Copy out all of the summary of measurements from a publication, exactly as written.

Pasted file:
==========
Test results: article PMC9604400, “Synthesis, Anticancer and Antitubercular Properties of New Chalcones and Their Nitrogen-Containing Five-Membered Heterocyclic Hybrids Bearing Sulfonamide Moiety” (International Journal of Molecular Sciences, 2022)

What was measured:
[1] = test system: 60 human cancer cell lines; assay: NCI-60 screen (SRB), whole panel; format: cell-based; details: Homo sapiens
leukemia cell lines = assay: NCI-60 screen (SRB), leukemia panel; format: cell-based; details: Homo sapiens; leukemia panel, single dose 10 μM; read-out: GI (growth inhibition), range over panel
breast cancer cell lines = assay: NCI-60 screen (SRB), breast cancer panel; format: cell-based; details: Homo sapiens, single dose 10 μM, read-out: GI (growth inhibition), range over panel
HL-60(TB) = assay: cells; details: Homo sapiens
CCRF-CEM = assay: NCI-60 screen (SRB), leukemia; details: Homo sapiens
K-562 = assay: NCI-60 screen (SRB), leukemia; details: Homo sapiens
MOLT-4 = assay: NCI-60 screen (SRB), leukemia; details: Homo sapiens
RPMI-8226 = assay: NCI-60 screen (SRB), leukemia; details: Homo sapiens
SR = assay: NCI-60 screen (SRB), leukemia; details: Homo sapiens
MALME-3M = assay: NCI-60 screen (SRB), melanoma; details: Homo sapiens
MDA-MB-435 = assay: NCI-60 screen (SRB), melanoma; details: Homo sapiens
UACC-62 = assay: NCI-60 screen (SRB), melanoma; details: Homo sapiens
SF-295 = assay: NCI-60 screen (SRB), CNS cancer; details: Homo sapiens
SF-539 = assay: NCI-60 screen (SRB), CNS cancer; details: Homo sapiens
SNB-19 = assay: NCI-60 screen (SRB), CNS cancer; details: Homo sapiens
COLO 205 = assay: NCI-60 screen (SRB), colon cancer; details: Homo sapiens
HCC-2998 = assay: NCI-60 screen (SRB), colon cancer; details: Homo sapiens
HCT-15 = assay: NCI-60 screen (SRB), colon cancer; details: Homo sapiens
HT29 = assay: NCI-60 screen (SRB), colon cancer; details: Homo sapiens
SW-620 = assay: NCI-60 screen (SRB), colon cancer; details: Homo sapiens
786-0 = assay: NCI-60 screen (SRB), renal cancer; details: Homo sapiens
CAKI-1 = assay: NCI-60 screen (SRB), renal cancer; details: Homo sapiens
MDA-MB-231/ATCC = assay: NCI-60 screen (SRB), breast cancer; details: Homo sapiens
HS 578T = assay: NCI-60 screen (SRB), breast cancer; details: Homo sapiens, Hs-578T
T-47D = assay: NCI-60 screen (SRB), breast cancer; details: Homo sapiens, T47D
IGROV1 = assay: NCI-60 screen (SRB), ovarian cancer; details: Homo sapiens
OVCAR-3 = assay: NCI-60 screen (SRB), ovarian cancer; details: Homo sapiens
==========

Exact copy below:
Test results: article PMC9604400, “Synthesis, Anticancer and Antitubercular Properties of New Chalcones and Their Nitrogen-Containing Five-Membered Heterocyclic Hybrids Bearing Sulfonamide Moiety” (International Journal of Molecular Sciences, 2022)

What was measured:
[1] = test system: 60 human cancer cell lines; assay: NCI-60 screen (SRB), whole panel; format: cell-based; details: Homo sapiens
leukemia cell lines = assay: NCI-60 screen (SRB), leukemia panel; format: cell-based; details: Homo sapiens; leukemia panel, single dose 10 μM; read-out: GI (growth inhibition), range over panel
breast cancer cell lines = assay: NCI-60 screen (SRB), breast cancer panel; format: cell-based; details: Homo sapiens, single dose 10 μM, read-out: GI (growth inhibition), range over panel
HL-60(TB) = assay: cells; details: Homo sapiens
CCRF-CEM = assay: NCI-60 screen (SRB), leukemia; details: Homo sapiens
K-562 = assay: NCI-60 screen (SRB), leukemia; details: Homo sapiens
MOLT-4 = assay: NCI-60 screen (SRB), leukemia; details: Homo sapiens
RPMI-8226 = assay: NCI-60 screen (SRB), leukemia; details: Homo sapiens
SR = assay: NCI-60 screen (SRB), leukemia; details: Homo sapiens
MALME-3M = assay: NCI-60 screen (SRB), melanoma; details: Homo sapiens
MDA-MB-435 = assay: NCI-60 screen (SRB), melanoma; details: Homo sapiens
UACC-62 = assay: NCI-60 screen (SRB), melanoma; details: Homo sapiens
SF-295 = assay: NCI-60 screen (SRB), CNS cancer; details: Homo sapiens
SF-539 = assay: NCI-60 screen (SRB), CNS cancer; details: Homo sapiens
SNB-19 = assay: NCI-60 screen (SRB), CNS cancer; details: Homo sapiens
COLO 205 = assay: NCI-60 screen (SRB), colon cancer; details: Homo sapiens
HCC-2998 = assay: NCI-60 screen (SRB), colon cancer; details: Homo sapiens
HCT-15 = assay: NCI-60 screen (SRB), colon cancer; details: Homo sapiens
HT29 = assay: NCI-60 screen (SRB), colon cancer; details: Homo sapiens
SW-620 = assay: NCI-60 screen (SRB), colon cancer; details: Homo sapiens
786-0 = assay: NCI-60 screen (SRB), renal cancer; details: Homo sapiens
CAKI-1 = assay: NCI-60 screen (SRB), renal cancer; details: Homo sapiens
MDA-MB-231/ATCC = assay: NCI-60 screen (SRB), breast cancer; details: Homo sapiens
HS 578T = assay: NCI-60 screen (SRB), breast cancer; details: Homo sapiens, Hs-578T
T-47D = assay: NCI-60 screen (SRB), breast cancer; details: Homo sapiens, T47D
IGROV1 = assay: NCI-60 screen (SRB), ovarian cancer; details: Homo sapiens
OVCAR-3 = assay: NCI-60 screen (SRB), ovarian cancer; details: Homo sapiens